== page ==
10. Just loaded it up Om, and it’s pretty cool all round. Skype loaded up beautifully although I haven’t had a chance to make any calls yet, and YouTube plays surprisingly well via WiFi. A little longer to buffer and a few pixelated areas in fast motion, but very watchable (and much more watchable than on a mobile handset). If only Nokia would put an HSDPA SIM in this thing, it would be awesome. I still think the on-screen keyboard and browsing experience is second to none. A great upgrade.

  11. Charbax wrote: “Nokia should learn a thing or two from Archos in my opinion concerning multimedia support and build the N900 based on DSP+ARM core instead of ARM-only.”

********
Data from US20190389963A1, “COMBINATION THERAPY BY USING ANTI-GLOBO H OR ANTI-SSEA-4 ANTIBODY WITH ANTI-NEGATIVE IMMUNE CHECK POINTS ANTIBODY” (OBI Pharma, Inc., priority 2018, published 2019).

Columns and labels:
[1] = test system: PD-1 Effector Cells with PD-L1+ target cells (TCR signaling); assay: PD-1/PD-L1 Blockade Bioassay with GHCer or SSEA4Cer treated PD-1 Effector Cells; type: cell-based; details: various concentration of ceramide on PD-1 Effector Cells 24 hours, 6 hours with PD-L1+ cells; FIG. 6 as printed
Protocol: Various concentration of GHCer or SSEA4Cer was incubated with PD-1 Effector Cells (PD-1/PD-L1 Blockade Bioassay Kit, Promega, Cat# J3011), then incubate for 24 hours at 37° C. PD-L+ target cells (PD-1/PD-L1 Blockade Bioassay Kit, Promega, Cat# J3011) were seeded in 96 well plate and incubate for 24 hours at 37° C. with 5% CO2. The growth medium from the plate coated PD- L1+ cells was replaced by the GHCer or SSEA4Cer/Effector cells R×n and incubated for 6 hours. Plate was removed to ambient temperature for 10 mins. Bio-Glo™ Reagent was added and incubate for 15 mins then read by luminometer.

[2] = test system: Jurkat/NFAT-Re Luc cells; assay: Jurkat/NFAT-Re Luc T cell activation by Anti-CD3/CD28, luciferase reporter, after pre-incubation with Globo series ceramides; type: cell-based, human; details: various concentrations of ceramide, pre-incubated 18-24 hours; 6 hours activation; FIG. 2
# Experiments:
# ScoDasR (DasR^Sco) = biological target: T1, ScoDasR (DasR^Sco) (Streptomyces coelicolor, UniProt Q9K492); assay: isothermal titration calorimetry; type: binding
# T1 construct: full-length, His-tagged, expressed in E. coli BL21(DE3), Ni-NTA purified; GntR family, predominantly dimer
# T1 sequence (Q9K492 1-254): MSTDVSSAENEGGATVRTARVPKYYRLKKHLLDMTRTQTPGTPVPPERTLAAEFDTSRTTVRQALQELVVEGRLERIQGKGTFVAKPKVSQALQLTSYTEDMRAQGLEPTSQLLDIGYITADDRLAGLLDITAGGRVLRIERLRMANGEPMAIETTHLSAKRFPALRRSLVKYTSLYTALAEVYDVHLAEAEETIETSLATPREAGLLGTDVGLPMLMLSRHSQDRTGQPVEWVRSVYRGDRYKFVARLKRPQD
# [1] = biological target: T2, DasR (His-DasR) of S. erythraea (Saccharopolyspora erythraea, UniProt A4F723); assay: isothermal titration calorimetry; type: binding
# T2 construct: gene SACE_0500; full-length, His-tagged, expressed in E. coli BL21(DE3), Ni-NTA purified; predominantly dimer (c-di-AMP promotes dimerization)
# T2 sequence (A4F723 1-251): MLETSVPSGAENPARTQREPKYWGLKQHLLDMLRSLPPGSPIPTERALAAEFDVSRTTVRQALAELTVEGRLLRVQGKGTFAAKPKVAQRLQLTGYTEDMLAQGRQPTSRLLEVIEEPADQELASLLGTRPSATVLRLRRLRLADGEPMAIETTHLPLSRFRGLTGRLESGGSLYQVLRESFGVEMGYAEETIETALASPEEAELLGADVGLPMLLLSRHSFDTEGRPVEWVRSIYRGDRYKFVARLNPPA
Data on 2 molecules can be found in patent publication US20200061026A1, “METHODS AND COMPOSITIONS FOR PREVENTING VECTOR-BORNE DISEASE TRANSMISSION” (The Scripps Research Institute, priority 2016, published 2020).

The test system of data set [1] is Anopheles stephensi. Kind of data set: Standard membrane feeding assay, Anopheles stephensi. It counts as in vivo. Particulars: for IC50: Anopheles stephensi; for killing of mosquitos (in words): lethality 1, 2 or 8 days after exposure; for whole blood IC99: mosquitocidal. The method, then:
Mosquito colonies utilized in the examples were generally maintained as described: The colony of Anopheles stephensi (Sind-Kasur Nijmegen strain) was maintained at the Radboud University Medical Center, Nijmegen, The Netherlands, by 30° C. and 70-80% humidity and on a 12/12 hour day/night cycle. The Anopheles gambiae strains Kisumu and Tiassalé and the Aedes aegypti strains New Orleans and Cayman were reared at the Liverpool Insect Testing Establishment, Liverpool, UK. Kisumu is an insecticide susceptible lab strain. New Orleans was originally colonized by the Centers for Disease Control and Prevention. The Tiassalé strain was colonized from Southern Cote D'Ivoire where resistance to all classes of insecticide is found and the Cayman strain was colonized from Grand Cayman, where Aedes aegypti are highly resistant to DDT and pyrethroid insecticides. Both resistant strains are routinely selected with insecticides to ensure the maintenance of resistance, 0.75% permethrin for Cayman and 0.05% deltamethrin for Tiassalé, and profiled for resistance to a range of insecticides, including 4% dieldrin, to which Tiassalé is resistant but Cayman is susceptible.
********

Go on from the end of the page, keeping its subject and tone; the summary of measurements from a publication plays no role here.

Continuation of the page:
This is completely wrong. The N800 is using the Texas Instruments OMAP 2420 chip, which has a ARM11 and a DSP, and Nokia is definitively using, just look at the quality of the fullscreen Mpeg4 playback it can do.

  12. I’ve had my N800 for months and my iPhone for a few days. The iPhone has already had more use. No way the N800 is a “consumer” device. Coolio for geeks, and maybe Skype (and later WiMAX) will enhance its appeal a bit, but the interface needs a lot of sorting out.
    Nokia had a big presence at Web 2.0 Expo a few months back, so they’re trying to get developers interested.
    I just slogged through the upgrade. When they say “First, back up your data” they should add “…and settings”. auuugggh. So, I’ve reset my email accounts and downloaded Skype. Chat works, voice works very nicely…but where is video?